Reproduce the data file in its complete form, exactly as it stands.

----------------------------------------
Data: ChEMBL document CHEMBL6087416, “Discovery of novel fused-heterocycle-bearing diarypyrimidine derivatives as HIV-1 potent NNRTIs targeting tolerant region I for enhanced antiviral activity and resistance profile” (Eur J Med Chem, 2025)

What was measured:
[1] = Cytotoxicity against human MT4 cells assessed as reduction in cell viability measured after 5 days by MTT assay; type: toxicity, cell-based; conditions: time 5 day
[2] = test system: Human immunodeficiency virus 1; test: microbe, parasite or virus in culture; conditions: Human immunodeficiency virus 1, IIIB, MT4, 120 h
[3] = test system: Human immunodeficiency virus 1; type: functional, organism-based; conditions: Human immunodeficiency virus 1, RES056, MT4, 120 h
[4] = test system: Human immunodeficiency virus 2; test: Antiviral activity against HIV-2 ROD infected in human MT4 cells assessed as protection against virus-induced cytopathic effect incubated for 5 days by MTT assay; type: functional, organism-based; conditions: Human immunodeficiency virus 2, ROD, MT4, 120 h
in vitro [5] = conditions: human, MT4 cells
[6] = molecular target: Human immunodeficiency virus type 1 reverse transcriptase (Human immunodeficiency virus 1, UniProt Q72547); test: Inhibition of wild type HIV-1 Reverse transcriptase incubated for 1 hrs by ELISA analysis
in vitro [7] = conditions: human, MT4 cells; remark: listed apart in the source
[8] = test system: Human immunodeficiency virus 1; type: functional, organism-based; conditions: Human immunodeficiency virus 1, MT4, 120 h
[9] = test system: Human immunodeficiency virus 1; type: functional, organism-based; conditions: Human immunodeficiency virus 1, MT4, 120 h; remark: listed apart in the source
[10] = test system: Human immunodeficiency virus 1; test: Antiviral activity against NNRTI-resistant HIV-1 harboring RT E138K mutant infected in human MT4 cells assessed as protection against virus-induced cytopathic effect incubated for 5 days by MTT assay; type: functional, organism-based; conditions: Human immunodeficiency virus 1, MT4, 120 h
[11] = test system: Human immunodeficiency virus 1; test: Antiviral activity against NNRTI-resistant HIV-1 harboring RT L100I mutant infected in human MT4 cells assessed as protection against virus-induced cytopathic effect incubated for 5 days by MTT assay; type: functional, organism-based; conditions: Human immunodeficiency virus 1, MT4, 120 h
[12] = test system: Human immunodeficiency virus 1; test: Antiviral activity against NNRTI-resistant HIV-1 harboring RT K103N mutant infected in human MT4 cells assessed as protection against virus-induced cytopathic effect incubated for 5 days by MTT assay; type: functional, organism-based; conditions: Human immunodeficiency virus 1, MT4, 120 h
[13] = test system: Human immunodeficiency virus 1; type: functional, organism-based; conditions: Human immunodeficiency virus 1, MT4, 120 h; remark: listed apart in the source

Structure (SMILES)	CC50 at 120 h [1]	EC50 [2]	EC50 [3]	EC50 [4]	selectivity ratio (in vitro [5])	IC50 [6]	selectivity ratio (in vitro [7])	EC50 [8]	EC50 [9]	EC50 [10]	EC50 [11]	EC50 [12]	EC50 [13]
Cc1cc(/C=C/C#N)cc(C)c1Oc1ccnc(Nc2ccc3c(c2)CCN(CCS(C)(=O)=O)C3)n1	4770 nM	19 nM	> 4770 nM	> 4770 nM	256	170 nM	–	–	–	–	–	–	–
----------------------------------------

Data: ChEMBL document CHEMBL6087416, “Discovery of novel fused-heterocycle-bearing diarypyrimidine derivatives as HIV-1 potent NNRTIs targeting tolerant region I for enhanced antiviral activity and resistance profile” (Eur J Med Chem, 2025)

What was measured:
[1] = Cytotoxicity against human MT4 cells assessed as reduction in cell viability measured after 5 days by MTT assay; type: toxicity, cell-based; conditions: time 5 day
[2] = test system: Human immunodeficiency virus 1; test: microbe, parasite or virus in culture; conditions: Human immunodeficiency virus 1, IIIB, MT4, 120 h
[3] = test system: Human immunodeficiency virus 1; type: functional, organism-based; conditions: Human immunodeficiency virus 1, RES056, MT4, 120 h
[4] = test system: Human immunodeficiency virus 2; test: Antiviral activity against HIV-2 ROD infected in human MT4 cells assessed as protection against virus-induced cytopathic effect incubated for 5 days by MTT assay; type: functional, organism-based; conditions: Human immunodeficiency virus 2, ROD, MT4, 120 h
in vitro [5] = conditions: human, MT4 cells
[6] = molecular target: Human immunodeficiency virus type 1 reverse transcriptase (Human immunodeficiency virus 1, UniProt Q72547); test: Inhibition of wild type HIV-1 Reverse transcriptase incubated for 1 hrs by ELISA analysis
in vitro [7] = conditions: human, MT4 cells; remark: listed apart in the source
[8] = test system: Human immunodeficiency virus 1; type: functional, organism-based; conditions: Human immunodeficiency virus 1, MT4, 120 h
[9] = test system: Human immunodeficiency virus 1; type: functional, organism-based; conditions: Human immunodeficiency virus 1, MT4, 120 h; remark: listed apart in the source
[10] = test system: Human immunodeficiency virus 1; test: Antiviral activity against NNRTI-resistant HIV-1 harboring RT E138K mutant infected in human MT4 cells assessed as protection against virus-induced cytopathic effect incubated for 5 days by MTT assay; type: functional, organism-based; conditions: Human immunodeficiency virus 1, MT4, 120 h
[11] = test system: Human immunodeficiency virus 1; test: Antiviral activity against NNRTI-resistant HIV-1 harboring RT L100I mutant infected in human MT4 cells assessed as protection against virus-induced cytopathic effect incubated for 5 days by MTT assay; type: functional, organism-based; conditions: Human immunodeficiency virus 1, MT4, 120 h
[12] = test system: Human immunodeficiency virus 1; test: Antiviral activity against NNRTI-resistant HIV-1 harboring RT K103N mutant infected in human MT4 cells assessed as protection against virus-induced cytopathic effect incubated for 5 days by MTT assay; type: functional, organism-based; conditions: Human immunodeficiency virus 1, MT4, 120 h
[13] = test system: Human immunodeficiency virus 1; type: functional, organism-based; conditions: Human immunodeficiency virus 1, MT4, 120 h; remark: listed apart in the source

Structure (SMILES)	CC50 at 120 h [1]	EC50 [2]	EC50 [3]	EC50 [4]	selectivity ratio (in vitro [5])	IC50 [6]	selectivity ratio (in vitro [7])	EC50 [8]	EC50 [9]	EC50 [10]	EC50 [11]	EC50 [12]	EC50 [13]
Cc1cc(/C=C/C#N)cc(C)c1Oc1ccnc(Nc2ccc3c(c2)CCN(CCS(C)(=O)=O)C3)n1	4770 nM	19 nM	> 4770 nM	> 4770 nM	256	170 nM	–	–	–	–	–	–	–